I’m (1) not so optimistic and (2) it’s missing a something, which isn’t raised in this piece at all. Most of the rape abuse and shame cultures described here are about power. In Britain, that manifests as class and ppower structures. And that is certainly not just about women either. If you look at all the high profile abusers who are being brought to book now, they are people who are abusing positions of power, and the victims are often boys as well as girls and women.

I don’t know. There’s something niggling me, and I think it is that the framing of the debate around women, and women fighting back is one thing (and an important one, don’t get me wrong), but I worry that only encapsulating the debate in this way brushes under the carpet the fact that this is a profoundly political issue that doesn’t just affect women.

Does that make sense? Hmm. I need to think about this more, I think.

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#16

I think I see what you’re saying and if I’ve understood you correctly, I agree with you. The abuse cases being brought in the US and definitely in the UK are people (pretty much all men, though whether that’s because men are more abusive by nature or because there are "(and certainly were) more men in positions of power that they could use to protect themselves) who used their power and authority to prevent victims from seeking redress.

I read this review of a book on Jimmy Savile and it was really eye-opening as it spoke about things that are easily forgotten, particularly regarding the massive amount of misogyny and unsubtle innuendo on TV that led to a sexualised society even as it pretended it was all very prim and proper. The reason Savile et al. got away with things for so long was not just that they were powerful but because children were, by default, considered poor witnesses and that crimes committed against them were less important than things done to other adults. One painful paragraph says,

Vera McAlpine, whose daughter Claire killed herself in 1971 aged 15,
leaving behind a diary in which she revealed that she’d had sex with two radio DJs (Savile may have been one), later told the Guardian that she should have contacted the police when she first read the journal a month before Claire’s death. “But I thought they would be more severe with my daughter than they would with the DJs,” she said, a lament that is no easier to read for knowing that she was almost certainly right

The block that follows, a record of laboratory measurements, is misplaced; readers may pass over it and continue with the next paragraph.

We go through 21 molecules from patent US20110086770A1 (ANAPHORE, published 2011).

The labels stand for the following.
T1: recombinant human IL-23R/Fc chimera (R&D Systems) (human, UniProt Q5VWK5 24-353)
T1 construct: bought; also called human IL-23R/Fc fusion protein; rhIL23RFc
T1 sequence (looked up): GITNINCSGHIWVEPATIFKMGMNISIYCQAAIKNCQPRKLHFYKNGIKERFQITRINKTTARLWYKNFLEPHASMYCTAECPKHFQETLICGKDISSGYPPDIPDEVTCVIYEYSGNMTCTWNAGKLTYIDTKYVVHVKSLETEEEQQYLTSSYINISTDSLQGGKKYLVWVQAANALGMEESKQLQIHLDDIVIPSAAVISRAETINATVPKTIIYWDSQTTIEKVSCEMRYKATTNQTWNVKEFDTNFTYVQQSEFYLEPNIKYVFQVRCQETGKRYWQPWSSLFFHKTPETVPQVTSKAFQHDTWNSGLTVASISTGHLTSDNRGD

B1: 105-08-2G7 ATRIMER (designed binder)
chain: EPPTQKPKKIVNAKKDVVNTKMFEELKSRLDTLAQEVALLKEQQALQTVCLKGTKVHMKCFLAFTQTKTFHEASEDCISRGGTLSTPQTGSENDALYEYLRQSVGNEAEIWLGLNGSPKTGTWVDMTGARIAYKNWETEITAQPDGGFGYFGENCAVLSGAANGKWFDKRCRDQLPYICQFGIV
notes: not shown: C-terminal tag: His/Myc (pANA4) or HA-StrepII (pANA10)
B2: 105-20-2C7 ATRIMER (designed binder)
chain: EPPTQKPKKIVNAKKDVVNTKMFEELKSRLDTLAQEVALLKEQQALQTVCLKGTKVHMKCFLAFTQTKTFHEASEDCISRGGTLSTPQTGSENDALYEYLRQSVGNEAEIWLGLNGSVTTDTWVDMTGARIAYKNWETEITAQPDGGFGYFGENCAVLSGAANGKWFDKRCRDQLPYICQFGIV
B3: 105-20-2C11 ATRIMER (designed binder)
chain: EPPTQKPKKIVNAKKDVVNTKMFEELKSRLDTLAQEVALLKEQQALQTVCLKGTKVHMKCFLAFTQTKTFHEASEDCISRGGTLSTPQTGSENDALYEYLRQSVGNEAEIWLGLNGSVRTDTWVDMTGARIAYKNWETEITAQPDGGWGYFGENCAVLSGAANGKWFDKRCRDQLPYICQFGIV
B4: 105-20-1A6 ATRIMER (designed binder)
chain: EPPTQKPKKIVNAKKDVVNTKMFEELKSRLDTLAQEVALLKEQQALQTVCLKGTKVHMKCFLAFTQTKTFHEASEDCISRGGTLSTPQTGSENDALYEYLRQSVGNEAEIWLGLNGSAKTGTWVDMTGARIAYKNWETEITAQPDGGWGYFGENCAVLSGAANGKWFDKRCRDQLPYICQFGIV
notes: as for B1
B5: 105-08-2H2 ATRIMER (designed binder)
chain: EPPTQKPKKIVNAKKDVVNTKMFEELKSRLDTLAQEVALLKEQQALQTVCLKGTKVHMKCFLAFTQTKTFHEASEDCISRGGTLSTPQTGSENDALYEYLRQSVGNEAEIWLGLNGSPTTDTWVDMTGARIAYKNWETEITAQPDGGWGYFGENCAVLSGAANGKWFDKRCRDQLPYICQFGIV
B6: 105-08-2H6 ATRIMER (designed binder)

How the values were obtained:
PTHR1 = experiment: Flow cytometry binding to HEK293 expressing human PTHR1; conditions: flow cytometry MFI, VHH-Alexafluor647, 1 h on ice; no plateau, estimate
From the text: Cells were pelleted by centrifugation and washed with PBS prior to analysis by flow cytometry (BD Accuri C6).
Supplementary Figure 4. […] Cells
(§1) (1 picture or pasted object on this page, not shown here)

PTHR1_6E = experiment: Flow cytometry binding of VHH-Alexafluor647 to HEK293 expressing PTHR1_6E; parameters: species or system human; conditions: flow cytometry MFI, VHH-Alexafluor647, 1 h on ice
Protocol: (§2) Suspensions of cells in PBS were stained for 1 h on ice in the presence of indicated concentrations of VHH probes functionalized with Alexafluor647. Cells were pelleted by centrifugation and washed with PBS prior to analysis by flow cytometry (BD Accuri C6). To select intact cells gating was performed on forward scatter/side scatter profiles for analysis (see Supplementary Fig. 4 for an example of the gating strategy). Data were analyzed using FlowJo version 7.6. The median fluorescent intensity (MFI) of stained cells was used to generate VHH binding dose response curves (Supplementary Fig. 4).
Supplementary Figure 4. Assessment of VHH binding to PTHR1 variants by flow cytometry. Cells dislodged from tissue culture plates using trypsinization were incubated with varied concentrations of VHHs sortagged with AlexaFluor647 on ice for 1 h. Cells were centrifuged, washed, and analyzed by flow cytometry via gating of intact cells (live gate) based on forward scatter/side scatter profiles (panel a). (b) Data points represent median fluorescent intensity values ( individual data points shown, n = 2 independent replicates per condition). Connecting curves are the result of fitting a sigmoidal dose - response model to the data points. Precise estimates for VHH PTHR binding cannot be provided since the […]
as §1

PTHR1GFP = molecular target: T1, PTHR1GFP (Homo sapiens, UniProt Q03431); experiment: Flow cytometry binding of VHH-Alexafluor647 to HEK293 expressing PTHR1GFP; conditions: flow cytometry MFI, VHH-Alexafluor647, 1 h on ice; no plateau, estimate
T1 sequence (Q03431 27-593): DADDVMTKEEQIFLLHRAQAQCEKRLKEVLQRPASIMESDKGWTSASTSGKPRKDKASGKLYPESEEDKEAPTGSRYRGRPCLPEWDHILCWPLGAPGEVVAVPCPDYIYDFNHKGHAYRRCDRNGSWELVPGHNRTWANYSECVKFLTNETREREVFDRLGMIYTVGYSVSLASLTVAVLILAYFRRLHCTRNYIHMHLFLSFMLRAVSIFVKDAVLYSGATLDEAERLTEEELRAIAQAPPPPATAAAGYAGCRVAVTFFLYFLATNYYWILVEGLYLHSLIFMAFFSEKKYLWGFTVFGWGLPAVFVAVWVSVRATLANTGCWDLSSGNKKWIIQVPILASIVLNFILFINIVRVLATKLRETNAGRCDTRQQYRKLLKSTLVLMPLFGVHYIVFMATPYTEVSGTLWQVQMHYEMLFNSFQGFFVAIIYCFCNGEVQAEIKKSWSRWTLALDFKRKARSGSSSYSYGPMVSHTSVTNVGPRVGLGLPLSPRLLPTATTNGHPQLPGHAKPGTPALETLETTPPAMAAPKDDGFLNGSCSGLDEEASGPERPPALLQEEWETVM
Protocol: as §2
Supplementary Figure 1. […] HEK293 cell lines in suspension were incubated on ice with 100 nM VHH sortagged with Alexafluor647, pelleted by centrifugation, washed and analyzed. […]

.

In other words it’s that wherever there is a power differential (be it through sex, age, class, race, disability, etc) those on the ‘losing’ end are less likely to be believed or have their concerns cared about by police, social services, etc.

I’ve noticed that as I’ve got more interested in feminism I’ve also got more interested in disability rights, racism and the problems associated with poverty as I’ve realised that one thing they all have in common is that they all involve people who are marginalised.

I need to think about this more as well, but I think I’m starting to realise that you can’t just talk about sexism without recognising that it’s just one aspect of a much bigger issue.
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#17

fishnut, yes, you’re expressing similar thoughts to me, and I too have become interested in other equality issues - in my case, being in education, it is particularly the debate around widening participation, social mobility sort of issue.
I think all of this is political, and the elephant in the room is that it is left-wing political. There aren’t, to my knowledge, many right wing or libertarian feminists - though I may be wrong, and all examples gratefully received! All the evidence of what works to improve social mobility tend towards leftist policies. So yeah, it is very political. I think.

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#18

I think that these things are related to leftist political tendencies because the right-wing (at least socially) seems to be more about harkening back to a time when women stayed at home raising the kids while the man went to work with a bowler hat and a briefcase and dinner was ready for him when he returned. You know, that time that never really existed. More realistically, it was a time when disabled and gay people were hidden away and minorities were only ever seen in the local Indian or Chinese restaurants that served anglicised versions of dishes because no-one would eat there otherwise. It’s not really a world-view that tends towards equality for all, though, like you, I’m happy to be shown to be wrong.